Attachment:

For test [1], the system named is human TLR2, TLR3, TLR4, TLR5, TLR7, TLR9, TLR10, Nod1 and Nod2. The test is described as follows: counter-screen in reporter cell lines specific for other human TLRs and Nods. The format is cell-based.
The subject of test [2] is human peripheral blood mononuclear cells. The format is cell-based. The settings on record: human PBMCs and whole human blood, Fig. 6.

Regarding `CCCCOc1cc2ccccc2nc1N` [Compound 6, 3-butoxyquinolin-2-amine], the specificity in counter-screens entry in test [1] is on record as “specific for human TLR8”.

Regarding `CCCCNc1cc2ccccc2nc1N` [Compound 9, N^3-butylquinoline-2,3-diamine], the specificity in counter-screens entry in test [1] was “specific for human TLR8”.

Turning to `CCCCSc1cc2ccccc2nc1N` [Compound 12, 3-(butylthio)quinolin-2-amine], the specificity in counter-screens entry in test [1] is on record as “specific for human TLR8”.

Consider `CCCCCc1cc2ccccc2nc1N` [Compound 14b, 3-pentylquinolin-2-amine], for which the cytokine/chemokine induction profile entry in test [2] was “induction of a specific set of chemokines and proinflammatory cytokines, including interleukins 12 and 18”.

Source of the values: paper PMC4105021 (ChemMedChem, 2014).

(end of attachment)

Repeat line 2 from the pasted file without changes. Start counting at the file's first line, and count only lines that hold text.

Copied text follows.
The subject of test [2] is human peripheral blood mononuclear cells. The format is cell-based. The settings on record: human PBMCs and whole human blood, Fig. 6.